Creating the pages' user-interface also have a few problems.
You can find some nice suggestions on how to present your information in a Shell Folder, but Microsoft doesn't provide you with an actual code template. The native applets in Windows are using the now mythical DirectUser library, which is an internally developed (partially windowless) library by Microsoft. It is not available to the public, nor does it provide you with a default implementation of the standard visual areas from the Design Guide, such as the Task pane. Fortunately the Vista Control Panel uses a separate Visual Theme style (available with the UxTheme API) which defines the colours and fonts of most of the decorations. This means that we must ensure that all labels, buttons and links are drawn with a distinct theme class. To do this we must subclass most of the controls on the dialog.

This sample provides a standard implementation of a Hub page dialog, and a Spoke page dialog. In addition, a special generic control subclass is able to handle labels, images and buttons so that their rendering is compliant with the correct visual style. With these tools you can begin to create Shell Folders that adhere to the Design Guide.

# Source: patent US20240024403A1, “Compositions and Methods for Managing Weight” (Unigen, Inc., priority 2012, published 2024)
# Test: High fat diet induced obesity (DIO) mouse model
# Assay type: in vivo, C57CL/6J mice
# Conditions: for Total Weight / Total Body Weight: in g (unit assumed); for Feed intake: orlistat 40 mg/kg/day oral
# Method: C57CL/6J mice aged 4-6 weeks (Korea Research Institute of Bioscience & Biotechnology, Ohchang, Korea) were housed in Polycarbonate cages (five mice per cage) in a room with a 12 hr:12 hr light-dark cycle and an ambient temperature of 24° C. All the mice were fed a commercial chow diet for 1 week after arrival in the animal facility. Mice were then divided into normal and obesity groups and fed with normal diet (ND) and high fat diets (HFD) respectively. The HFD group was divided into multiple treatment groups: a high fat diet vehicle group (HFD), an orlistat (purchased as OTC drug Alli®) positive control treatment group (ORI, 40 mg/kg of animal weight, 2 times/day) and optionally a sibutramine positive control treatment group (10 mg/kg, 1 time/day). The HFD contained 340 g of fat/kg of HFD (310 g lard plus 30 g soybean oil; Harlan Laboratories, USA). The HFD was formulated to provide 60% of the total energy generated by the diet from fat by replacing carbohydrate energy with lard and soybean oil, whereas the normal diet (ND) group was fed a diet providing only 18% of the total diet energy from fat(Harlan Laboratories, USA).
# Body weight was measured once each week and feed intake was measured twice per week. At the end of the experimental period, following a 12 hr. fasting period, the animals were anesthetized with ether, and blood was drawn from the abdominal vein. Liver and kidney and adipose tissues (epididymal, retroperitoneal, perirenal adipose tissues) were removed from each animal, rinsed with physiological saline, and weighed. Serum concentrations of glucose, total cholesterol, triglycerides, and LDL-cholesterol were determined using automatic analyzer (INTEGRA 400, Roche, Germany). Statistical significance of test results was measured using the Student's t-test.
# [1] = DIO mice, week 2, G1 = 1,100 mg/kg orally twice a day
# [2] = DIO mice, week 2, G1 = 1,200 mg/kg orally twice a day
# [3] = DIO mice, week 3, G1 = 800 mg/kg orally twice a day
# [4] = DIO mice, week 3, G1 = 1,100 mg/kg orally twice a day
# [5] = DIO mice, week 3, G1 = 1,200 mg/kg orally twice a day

To draw controls with the control panel's visual style, my CThemedLabelCtrl label control will override the WM_PAINT message and draw itself using DrawThemeBackground() and DrawThemeText() calls with the new VSCLASS_CONTROLPANEL theme class constants. The control can be taught to work as an image (no background) and a hyperlink as well. Other visuals, such as the large Task pane area, are drawn by directly overloading the paint handler of the dialog.

By using the layout capabilities of the DirectUser library, Microsoft's own applets can achieve almost HTML-like flow layout of controls when resizing the window. The GUI code presented here depends on the WTL library which doesn't have the same advanced layout algorithms, but still rewards you with nice resizing of controls with the CDialogResize template.